Ras Biology in Pancreatic Cancer
Pancreatic ductal adenocarcinoma (PDAC) is the fourth leading cause of cancer death in the United States and a major unsolved health problem worldwide with nearly all patients succumbing to their disease. Currently, there are limited effective treatment options for PDAC. K-ras oncogenic mutations are found in >90% of advanced PDAC in human patients and are thought to be initiating events in PDAC development. Moreover, K-ras mutations appear to be required for tumor maintenance, making K-ras an attractive therapeutic target. In our lab, we have developed several K-ras-induced PDAC mouse models that recapitulate the progression and histology of human PDAC. Using tumors and stable cell lines derived from these models to manipulate gene function and perform sequencing, expression profiling, and proteomic analyses, we are studying the role of K-ras in PDAC. A better understanding of the biology underlying the requirement for K-ras in pancreatic tumors may offer novel diagnostic biomarkers and more effective combination therapies against PDAC.
Small Cell Lung Cancer
Small cell lung cancer (SCLC) is a high-grade neuroendocrine cancer that is among the most lethal solid tumor malignancies, with a 5-year overall survival of less than 5%. There are no effective therapies available for treating SCLC, and treatment outcomes have remained virtually unchanged for the past thirty years. Our lab uses genetically engineered mouse models of SCLC to better understand two important questions: 1) what are the mechanisms of SCLC progression from early pre-cancerous tumors to highly metastatic cancers, and 2) why do these tumors fail standard chemotherapy treatments?
Mice are engineered to lose the genes encoding the key tumor suppressors p53 and Rb in the precursor lung cells that give rise to SCLC. These animals develop highly metastatic, lethal, SCLC tumors. We have applied modern genomics and sophisticated live-animal imaging methods to show that tumors in the mouse model acquire additional “driver” genetic alterations that contribute to the aggressive behavior of SCLC. In addition, these studies have suggested that tumors may spread (metastasize) earlier and in more complex patterns than previously hypothesized. Our current work extends these studies using methods to identify and study circulating cancer cells, pre-clinical studies using targeted and combination therapies, and genome-engineering approaches to identify, and target, additional drivers of SCLC progression and treatment resistance.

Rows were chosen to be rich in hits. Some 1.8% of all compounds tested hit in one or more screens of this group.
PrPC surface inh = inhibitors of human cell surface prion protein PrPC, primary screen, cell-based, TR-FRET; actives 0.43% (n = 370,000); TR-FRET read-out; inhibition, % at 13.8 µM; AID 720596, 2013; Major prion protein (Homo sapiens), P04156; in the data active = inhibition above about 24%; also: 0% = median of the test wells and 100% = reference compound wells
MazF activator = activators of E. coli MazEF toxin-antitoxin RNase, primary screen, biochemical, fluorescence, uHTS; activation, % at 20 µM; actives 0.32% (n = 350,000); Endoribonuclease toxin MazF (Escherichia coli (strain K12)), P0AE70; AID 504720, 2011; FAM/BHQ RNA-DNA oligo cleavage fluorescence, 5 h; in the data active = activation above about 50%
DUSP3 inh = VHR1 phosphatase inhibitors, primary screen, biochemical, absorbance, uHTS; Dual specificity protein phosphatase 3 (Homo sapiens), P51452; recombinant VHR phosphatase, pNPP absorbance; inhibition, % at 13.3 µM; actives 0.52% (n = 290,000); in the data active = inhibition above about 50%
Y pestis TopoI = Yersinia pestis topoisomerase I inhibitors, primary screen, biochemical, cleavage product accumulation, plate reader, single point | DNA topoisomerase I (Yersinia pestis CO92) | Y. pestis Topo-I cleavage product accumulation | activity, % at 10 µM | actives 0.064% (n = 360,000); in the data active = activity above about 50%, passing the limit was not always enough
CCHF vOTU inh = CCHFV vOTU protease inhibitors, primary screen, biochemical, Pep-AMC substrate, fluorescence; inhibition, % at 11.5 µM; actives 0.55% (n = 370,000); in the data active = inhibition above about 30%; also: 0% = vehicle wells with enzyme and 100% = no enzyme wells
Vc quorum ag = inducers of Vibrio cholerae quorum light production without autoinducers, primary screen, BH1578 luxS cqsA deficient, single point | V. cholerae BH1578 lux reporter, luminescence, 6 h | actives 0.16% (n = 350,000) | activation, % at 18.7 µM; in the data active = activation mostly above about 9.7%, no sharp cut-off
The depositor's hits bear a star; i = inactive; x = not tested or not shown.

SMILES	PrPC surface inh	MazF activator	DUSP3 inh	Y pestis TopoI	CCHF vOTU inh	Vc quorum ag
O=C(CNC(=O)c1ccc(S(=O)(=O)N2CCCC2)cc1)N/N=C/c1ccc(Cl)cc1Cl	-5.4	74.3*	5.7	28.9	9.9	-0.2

Cancer immunology has tremendous therapeutic promise, as the immune system has the potential to find and completely eliminate tumor cells throughout the body and provide long lasting immunity from cancer. We are currently investigating how immune cells and tumor cells interact during tumor development and how productive and non-productive anti-tumor immune responses affect the development of cancer in mice. Standing in the way of potent anti-tumor responses by immune cells are natural “road-blocks” that prevent the immune system from attacking the body. Complete elimination of these “road-blocks” could be fatal. The key to successful therapeutic stimulation of anti-tumor responses lays in understanding how to ease the regulations on the immune system and allow anti-tumor responses to occur. The cancer immunology group in our lab focuses on two main groups of cells: T cells and NK cells. The interactions between tumor cells and T cells have been studied for many years. However, the reason why T cells do not naturally eliminate tumor cells (as they do infected cells) remains unclear. The lab is also focused on natural killer (NK) cells, thought to kill tumor cells in the body, and finding ways to target these cells towards tumors. As T cells and NK cells play an important role in lung cancer development and modulating these pathways maybe a viable therapeutic strategy for improving outcomes for patients with lung adenocarcinoma. In addition, the lab is interested in understanding the role of other innate immune cell types such as macrophages and dendritic cells in the recognition of developing tumor lesion and instruction of adaptive anti-tumor immunity.
These studies are also supported by grants from the National Institutes of Health, Lustgarten Foundation, Ludwig Fund for Cancer Research and the Department of Defense.
As of April 22, 2016